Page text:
Witches Gone Wicked: Womby’s School for Wayward Witches by Sarina Dorie
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You think you know the world of magical boarding schools? Not from a teacher’s perspective at a school for at risk youth.
Like any twenty-two-year-old who grew up obsessed with fantasy novels, Clarissa Lawrence expects all her Harry Potter fantasies to come true when she is invited to teach at a school for witches. Her dreams of learning magic–and being a good teacher–are complicated when she finds out her deceased mother was the equivalent of the Wicked Witch of the West. As if being the new “arts and crafts” teacher isn’t hard enough at a school for juvenile delinquent witches, budget cuts are just as severe in the magic community, administrators are as unrealistic in their expectations of teachers, and the job is a hazard if the students find out you can’t actually do magic.
Amidst all these challenges, Clarissa must prove she’s not her mother’s mini-me and that she belongs at the school so she can learn to control her powers. If she fails, her powers will be drained, or worse yet, she might be enslaved by the Fae.
As if this isn’t enough pressure, she has to figure out why teachers are mysteriously disappearing. If she doesn’t, she might be next.
I obtained a complimentary copy of this book from the author via Voracious Readers Only, a website which aim is to help new authors get their novels out into the world by giving them away to reviewers in exchange for an honest review. I really liked the idea of helping new authors out and possibly stumbling upon the next J.K. Rowling so I thought I’d give it a go. Unfortunately, this book was not it.
Witches Gone Wicked follows Clarissa Lawrence, the newly appointed art teacher at Womby’s School for Wayward Witches. Clarissa is a witch, even though she was brought up without any knowledge of her powers, making her completely unable to control them now that she has reached adulthood so, for her, teaching at Womby’s will not only be her job but also an opportunity to learn how to use her magic. An exciting prospect!
As soon as she steps into the school though, she keeps starting accidents, getting into trouble and making enemies amongst the other teachers. As it turns out, Clarissa is Alouette Loraline’s biological daughter (a former headmistress that had turned to the dark side and committed unspeakable acts) so needless to say that most teachers are not rejoicing at her arrival. But poor Clarissa does not know anything about her biological mother, or her own magic, so she will have to use her time at the school to discover what crimes her mother has actually committed and find out how to use her own powers.
Ok so, I was not fussed on this book for multiple reasons:
- It is so clearly copied on Harry Potter. The school is set in a derelict castle, the main character is closely linked to someone evil, they are using wands and “hoodies” of invisibility, the position of art teacher is cursed and no one has ever maintained it for more than a year (they either died or disappeared in mysterious circumstances), the school is dotted with little creatures called “Brownies” that take care of the chores and the kitchens (just like the house elves in Harry Potter), one of the main teachers is a clear copy of Severus Snape: a gloomy and detestable man, possibly linked to evil forces, but who is really just a big softie inside, and finally the very line “I am the chosen one” is used in the book. How someone can publish a book with so much plagiarism inside it is beyond me… As you can see, this didn’t sit well with me and to be honest, it felt like I was reading Harry Potter erotica since the book is also filled with sexual themes.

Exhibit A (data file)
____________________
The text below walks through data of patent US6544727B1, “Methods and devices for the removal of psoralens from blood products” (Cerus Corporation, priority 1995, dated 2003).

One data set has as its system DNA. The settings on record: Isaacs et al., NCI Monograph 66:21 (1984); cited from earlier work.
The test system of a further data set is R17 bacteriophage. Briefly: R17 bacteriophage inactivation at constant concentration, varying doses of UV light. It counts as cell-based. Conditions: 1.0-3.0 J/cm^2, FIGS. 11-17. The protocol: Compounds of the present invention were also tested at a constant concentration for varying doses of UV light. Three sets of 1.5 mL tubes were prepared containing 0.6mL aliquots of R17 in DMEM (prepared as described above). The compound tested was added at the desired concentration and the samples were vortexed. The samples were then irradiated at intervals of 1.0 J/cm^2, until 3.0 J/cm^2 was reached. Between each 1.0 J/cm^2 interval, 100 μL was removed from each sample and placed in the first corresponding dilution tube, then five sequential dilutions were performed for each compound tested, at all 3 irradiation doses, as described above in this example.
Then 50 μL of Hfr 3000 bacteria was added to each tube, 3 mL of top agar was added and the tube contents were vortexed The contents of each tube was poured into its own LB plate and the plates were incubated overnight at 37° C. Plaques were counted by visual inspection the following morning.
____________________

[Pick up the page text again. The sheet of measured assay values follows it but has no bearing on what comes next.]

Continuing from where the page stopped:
- The writing is not great: I found too many typos to keep track of and some of the sentences are so awkwardly worded that I had to read them a good few times to make sense of them.
- There is just too much of everything: too many characters to keep track of, too many types of magic (from wands to flying carpets, to fairies and genies, etc…) as if the author was trying to incorporate every single type of magic into the same world and it does not always feel very consistent; and finally, too many storylines: the one where Clarissa needs to figure out what her magic affinity is and how to control her powers, the one where she needs to figure out her mother’s past, the one where she is trying to unravel another teacher’s past and the enigma of what happened to Derrick, her high school boyfriend who mysteriously disappeared years ago. Clarissa is set on finding Derrick again when she arrives at the school, but poor Derrick is never found and his storyline goes out the window.
All in all, this book felt a bit all over the place for me. I liked parts of it and I wish the author had not tried to make it so complex because it just gets confusing. Less is more sometimes. And I also wish it was not so obviously copied on Harry Potter. Also, it is classed as an adult book because of all the swearing and erotic content (which is fair enough), and yet the main character behaves like a teenager…
As it is, I do not think I would recommend it to anyone. In my opinion, it needs some re-working to have some potential. As I said, some parts of it were interesting so if it was simpler and more organised (in particular, the typos and awkward phrasing need seeing to) maybe I would have enjoyed it more.
Now, this is just my honest opinion and reading from the reviews on Goodreads, I can see that a lot of people have really enjoyed it so maybe it’s just me, who knows…